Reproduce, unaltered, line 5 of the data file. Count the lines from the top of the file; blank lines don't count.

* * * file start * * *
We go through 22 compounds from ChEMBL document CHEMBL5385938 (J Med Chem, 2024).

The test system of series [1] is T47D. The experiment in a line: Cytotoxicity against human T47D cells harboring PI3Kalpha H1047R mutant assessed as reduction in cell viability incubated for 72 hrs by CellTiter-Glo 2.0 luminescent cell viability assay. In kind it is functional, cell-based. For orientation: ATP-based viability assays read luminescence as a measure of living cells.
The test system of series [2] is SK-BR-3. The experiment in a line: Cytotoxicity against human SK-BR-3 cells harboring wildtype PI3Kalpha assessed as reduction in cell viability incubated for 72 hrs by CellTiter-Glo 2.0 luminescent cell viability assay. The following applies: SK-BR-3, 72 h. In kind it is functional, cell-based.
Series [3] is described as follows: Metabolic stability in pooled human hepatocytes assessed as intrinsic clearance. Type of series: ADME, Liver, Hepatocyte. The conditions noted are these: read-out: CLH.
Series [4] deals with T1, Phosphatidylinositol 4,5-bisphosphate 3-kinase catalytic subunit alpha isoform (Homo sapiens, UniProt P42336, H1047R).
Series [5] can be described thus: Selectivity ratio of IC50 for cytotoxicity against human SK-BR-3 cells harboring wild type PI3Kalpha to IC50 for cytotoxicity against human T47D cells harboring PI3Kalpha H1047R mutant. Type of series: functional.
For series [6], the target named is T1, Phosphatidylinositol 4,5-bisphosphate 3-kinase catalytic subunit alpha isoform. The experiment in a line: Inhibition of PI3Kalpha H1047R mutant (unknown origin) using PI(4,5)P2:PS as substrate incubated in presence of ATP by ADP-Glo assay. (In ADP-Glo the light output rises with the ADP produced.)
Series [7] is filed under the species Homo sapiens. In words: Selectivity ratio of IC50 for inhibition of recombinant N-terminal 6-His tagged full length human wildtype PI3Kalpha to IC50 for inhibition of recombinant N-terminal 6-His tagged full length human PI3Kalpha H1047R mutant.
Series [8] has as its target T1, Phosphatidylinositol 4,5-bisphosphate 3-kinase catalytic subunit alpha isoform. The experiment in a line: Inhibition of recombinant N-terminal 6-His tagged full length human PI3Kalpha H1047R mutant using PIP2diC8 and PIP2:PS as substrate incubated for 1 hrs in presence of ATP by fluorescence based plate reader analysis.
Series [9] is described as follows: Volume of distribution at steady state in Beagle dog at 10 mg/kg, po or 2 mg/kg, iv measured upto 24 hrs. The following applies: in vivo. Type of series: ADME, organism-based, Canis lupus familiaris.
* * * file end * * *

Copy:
Series [4] deals with T1, Phosphatidylinositol 4,5-bisphosphate 3-kinase catalytic subunit alpha isoform (Homo sapiens, UniProt P42336, H1047R).